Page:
July 12, 2009

The Departure Begins

I didn't sleep well last night. Maybe it was the anxiety of packing, cleaning my room, and leaving the abode I'd called home for nearly a month. Maybe it was Vern's margaritas. Or maybe it was a gift from the universe, helping transition me out of the desert without feeling too attached.

I still got kind of choked up this morning.

If the universe was trying to make it easy for me to leave with a bad night's sleep, something else was trying to force me to stay. As I drove down 62W - through the "High Gusting Winds" warning signs - I had a particularly hard time driving through the wind. By the time I blinkered onto the 10W exit, I was gunning it, foot on pedal, pedal on floor, and still could only get to 60 mph. Rather than the natural shake and sway of the wind whipping from side to side, it felt like a wall that was pushing me from the front, if not pushing me backwards then doing a damn good job of slowing down my exit off the highway and out of the desert. Trucks passed me on the right. Compacts loomed in my rear view mirror. But I simply could not go any faster.

I eventually broke through the wind wall and began my journey down to San Diego, where I'm spending a couple nights before flying out on Tuesday. On the lesser-known De Portola wine trail in Temecula, the folks at the Frangiapani Estate Winery were having a slow Sunday morning and were so happy to see me. They didn't even keep track of my servings and just kept pouring more, asking me about my travels, inviting me to participate in their bocce tournament (for which no contestants showed up, despite their advance sign-ups). In a final gesture of hospitality, they set up a lunch for me using the food prepared for the bocce match-that-wasn't: herbed potatoes, chorizo burrito, blueberry muffin and a slice of orange. And, of course, more wine (and chocolate to accompany their delicious Late Harvest Zin).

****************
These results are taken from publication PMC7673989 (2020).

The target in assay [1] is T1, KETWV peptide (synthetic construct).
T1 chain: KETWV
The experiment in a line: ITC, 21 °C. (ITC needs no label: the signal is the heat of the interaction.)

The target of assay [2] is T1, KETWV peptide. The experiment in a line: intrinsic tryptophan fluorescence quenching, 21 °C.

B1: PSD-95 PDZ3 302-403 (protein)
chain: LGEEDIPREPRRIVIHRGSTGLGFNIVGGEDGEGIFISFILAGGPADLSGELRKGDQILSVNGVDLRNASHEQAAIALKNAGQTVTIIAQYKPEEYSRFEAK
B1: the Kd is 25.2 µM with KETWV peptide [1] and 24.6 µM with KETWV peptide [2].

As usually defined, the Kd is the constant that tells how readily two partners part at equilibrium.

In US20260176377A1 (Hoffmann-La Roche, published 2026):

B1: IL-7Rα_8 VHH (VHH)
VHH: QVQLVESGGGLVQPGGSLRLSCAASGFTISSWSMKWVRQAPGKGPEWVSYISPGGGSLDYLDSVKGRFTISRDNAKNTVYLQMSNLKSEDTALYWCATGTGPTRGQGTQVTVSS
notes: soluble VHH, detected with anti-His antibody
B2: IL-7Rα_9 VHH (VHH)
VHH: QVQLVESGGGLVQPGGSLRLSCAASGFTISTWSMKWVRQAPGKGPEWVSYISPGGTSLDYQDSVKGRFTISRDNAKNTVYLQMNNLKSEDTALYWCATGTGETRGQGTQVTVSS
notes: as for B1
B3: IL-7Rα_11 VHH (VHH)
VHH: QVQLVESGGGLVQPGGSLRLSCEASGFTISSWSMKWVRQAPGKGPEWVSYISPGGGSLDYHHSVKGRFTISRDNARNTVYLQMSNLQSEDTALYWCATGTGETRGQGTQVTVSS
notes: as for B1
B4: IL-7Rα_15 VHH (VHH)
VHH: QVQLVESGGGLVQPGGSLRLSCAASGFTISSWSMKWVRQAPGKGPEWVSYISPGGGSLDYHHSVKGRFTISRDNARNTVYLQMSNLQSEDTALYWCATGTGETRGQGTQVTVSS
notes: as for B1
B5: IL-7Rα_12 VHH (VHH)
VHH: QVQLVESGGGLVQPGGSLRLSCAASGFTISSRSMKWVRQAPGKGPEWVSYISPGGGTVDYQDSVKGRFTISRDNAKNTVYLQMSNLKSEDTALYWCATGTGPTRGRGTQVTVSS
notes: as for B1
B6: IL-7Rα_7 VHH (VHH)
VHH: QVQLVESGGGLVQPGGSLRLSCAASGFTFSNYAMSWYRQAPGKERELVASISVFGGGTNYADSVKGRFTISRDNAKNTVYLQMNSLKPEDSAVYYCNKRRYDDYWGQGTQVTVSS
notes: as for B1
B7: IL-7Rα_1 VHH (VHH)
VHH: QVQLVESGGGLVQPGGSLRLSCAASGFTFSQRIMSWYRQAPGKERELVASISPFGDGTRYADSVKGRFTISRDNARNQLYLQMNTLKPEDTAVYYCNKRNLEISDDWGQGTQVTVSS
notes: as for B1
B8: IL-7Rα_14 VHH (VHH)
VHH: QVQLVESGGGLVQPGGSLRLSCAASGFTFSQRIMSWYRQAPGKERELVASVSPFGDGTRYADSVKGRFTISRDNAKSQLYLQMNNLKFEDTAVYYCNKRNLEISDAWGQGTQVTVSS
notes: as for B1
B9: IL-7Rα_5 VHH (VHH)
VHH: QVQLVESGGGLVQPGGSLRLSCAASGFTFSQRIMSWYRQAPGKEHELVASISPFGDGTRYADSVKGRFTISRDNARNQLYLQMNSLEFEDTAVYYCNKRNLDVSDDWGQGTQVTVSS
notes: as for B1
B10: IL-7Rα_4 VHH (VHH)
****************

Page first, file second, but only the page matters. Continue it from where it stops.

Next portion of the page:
Now how do I find a way to spend a month in Temecula? One could surely be inspired by its rolling hills, undulating white fences (some that hold no horses), and unique varietals. And one could sustain themselves on not only wine, but locally-grown and crafted cheese, berries, bread, and olive oil. I could think of a worse life.

The driving got easier throughout the day (perhaps thanks to the wine) but the rest of the day was not without sadness, wistfulness, or tears. Still, if I must leave, and I must return to New York, this is definitely the way to do it. And as I try to cram in some more experiences, hike some more trails, and meet some more people, I'll start dreaming about the next place in which to set up camp...

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